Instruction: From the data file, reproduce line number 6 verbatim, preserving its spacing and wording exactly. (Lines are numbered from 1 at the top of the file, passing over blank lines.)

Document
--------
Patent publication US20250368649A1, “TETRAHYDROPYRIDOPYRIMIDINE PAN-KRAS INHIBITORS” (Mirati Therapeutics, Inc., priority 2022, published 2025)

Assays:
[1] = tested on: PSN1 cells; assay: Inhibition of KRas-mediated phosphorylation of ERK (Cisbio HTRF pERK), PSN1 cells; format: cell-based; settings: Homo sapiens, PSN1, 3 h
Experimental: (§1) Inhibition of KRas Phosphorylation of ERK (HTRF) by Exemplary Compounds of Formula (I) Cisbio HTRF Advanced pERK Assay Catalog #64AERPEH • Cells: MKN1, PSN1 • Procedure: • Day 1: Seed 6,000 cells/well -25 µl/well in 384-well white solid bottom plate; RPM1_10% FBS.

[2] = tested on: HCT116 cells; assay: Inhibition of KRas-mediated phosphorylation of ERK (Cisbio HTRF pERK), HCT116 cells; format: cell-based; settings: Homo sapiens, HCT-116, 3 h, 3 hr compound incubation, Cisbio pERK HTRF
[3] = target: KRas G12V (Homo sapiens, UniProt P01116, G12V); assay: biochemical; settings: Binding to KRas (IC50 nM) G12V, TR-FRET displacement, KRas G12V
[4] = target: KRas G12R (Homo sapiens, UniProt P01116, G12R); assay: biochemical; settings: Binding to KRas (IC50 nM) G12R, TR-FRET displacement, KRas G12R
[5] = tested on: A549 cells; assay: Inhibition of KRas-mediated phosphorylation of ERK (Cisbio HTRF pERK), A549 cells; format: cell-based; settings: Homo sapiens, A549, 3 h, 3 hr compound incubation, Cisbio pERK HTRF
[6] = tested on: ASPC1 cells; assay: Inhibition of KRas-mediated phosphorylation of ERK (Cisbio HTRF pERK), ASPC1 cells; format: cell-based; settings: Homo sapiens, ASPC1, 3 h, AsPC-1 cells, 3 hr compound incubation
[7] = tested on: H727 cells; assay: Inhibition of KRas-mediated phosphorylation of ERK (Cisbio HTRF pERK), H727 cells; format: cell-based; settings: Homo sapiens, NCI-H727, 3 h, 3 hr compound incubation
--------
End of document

[3] = target: KRas G12V (Homo sapiens, UniProt P01116, G12V); assay: biochemical; settings: Binding to KRas (IC50 nM) G12V, TR-FRET displacement, KRas G12V